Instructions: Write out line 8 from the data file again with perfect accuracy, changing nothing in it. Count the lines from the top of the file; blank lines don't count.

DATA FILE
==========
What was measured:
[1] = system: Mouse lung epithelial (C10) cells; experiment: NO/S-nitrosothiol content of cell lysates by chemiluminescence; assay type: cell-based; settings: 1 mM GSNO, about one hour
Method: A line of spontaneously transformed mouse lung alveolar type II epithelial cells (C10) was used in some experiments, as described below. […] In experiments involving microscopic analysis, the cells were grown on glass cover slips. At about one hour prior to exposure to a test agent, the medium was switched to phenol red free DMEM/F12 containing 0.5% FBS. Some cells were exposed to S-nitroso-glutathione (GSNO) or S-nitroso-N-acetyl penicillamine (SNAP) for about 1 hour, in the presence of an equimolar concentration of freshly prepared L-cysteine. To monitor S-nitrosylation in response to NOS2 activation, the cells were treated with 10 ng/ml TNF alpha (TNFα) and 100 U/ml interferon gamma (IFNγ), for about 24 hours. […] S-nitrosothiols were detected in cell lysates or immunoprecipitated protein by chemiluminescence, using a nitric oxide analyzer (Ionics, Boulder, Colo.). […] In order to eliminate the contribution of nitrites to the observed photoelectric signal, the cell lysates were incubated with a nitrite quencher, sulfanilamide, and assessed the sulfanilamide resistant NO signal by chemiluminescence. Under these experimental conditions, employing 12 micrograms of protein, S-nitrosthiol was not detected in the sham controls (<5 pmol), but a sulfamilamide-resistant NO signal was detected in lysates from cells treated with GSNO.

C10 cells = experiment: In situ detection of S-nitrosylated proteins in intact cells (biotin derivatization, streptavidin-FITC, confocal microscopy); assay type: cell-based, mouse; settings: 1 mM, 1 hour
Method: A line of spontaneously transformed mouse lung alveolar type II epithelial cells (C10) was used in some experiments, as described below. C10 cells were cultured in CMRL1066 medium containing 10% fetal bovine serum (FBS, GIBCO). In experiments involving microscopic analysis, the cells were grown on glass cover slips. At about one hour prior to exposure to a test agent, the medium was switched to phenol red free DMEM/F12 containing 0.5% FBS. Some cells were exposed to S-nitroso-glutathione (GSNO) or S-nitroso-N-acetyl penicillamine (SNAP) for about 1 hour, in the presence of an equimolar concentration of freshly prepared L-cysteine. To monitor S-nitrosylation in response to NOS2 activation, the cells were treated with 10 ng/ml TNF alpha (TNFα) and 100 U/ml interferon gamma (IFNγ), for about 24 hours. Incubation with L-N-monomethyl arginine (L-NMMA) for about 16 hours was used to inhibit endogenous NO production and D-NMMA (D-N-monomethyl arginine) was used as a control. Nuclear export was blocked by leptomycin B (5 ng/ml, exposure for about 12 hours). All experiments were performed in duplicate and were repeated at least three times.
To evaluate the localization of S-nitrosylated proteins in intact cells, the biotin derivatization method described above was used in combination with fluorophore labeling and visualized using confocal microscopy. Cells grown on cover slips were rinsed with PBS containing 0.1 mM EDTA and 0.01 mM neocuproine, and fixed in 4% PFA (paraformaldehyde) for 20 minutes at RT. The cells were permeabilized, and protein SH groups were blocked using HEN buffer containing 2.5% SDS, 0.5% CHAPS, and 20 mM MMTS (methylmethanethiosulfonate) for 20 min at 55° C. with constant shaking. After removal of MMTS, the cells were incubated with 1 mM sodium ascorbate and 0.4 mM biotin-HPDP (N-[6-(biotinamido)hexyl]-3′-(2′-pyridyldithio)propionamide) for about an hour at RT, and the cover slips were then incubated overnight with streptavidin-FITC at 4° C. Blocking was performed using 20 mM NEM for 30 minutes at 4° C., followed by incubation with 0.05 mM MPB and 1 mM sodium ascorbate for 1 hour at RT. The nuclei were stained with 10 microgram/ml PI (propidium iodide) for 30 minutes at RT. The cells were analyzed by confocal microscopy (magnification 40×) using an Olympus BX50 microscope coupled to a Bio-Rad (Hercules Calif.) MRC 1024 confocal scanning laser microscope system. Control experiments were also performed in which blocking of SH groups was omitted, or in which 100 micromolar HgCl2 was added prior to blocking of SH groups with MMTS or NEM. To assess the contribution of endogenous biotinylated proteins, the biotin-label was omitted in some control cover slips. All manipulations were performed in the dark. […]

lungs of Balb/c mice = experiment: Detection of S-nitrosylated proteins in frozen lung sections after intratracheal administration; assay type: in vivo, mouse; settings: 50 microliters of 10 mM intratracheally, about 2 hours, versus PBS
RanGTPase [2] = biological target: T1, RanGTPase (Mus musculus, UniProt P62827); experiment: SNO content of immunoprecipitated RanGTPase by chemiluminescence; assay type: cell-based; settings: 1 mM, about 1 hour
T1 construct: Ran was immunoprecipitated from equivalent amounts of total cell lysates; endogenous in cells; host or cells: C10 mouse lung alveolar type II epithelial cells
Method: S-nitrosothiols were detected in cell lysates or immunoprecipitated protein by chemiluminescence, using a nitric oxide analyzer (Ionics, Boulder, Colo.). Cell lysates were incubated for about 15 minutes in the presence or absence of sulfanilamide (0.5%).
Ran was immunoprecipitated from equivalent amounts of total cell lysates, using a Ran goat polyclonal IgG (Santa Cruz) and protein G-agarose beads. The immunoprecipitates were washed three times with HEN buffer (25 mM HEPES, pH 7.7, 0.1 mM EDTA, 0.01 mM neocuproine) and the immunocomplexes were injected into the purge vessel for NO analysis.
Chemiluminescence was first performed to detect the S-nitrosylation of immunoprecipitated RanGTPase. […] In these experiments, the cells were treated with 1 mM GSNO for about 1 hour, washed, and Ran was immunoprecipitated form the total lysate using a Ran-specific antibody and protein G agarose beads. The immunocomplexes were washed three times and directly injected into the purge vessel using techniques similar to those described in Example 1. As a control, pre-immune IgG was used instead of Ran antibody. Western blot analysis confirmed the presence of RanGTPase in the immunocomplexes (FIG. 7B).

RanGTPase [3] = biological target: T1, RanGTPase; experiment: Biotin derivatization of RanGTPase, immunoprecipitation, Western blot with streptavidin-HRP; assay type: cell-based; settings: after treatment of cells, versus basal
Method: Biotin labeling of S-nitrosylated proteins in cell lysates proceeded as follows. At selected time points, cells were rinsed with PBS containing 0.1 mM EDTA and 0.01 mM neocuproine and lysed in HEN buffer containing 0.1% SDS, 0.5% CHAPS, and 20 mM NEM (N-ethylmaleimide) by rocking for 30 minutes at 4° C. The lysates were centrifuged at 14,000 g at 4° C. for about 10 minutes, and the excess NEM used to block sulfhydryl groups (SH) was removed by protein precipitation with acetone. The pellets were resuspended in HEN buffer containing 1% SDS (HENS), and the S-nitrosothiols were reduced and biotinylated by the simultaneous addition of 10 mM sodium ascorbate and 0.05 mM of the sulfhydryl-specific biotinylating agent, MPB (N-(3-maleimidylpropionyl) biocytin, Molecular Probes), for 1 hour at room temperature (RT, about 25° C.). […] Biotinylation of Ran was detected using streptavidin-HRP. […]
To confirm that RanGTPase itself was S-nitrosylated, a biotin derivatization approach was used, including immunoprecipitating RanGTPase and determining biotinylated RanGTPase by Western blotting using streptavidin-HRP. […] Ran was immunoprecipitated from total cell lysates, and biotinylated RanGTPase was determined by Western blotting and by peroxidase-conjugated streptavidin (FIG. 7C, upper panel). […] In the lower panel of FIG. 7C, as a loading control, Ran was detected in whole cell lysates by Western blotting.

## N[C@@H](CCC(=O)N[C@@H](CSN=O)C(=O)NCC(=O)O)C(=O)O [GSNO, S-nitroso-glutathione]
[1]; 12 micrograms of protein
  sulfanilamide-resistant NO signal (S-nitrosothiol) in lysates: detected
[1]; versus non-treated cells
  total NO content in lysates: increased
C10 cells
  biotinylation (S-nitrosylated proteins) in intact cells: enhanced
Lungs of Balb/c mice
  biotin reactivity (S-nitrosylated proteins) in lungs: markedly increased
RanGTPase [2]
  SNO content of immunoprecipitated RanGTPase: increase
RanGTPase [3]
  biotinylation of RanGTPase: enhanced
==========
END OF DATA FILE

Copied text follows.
RanGTPase [2] = biological target: T1, RanGTPase (Mus musculus, UniProt P62827); experiment: SNO content of immunoprecipitated RanGTPase by chemiluminescence; assay type: cell-based; settings: 1 mM, about 1 hour